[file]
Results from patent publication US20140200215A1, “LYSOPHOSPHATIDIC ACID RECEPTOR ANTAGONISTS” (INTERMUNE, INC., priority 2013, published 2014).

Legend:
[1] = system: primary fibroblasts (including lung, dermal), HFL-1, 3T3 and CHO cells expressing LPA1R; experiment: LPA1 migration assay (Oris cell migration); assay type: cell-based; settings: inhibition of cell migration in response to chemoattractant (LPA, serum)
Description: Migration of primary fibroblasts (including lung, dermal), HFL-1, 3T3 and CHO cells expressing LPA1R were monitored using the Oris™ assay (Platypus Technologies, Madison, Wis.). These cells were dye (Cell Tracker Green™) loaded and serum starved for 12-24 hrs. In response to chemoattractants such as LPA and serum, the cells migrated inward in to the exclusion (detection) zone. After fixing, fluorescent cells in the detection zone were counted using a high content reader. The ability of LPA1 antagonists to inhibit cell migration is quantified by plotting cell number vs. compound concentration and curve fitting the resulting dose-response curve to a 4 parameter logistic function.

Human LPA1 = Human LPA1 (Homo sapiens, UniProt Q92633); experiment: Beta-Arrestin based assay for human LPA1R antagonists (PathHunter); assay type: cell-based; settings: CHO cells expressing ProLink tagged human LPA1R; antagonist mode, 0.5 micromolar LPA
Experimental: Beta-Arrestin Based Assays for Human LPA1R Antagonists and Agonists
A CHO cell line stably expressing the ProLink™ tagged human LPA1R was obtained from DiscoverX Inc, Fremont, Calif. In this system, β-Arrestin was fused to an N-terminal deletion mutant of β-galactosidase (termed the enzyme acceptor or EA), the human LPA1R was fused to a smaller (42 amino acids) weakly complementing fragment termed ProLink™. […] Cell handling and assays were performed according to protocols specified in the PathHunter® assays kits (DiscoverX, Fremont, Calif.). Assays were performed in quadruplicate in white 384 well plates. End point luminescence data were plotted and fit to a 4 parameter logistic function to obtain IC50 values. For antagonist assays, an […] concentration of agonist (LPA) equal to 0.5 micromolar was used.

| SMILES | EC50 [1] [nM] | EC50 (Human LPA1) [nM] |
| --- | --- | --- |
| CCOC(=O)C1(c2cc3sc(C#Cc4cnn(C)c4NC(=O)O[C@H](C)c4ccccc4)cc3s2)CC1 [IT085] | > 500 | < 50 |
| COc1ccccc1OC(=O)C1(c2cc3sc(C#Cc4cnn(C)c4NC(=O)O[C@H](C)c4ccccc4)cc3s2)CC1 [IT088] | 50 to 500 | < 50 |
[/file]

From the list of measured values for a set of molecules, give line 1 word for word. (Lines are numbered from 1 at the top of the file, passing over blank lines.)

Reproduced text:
Results from patent publication US20140200215A1, “LYSOPHOSPHATIDIC ACID RECEPTOR ANTAGONISTS” (INTERMUNE, INC., priority 2013, published 2014).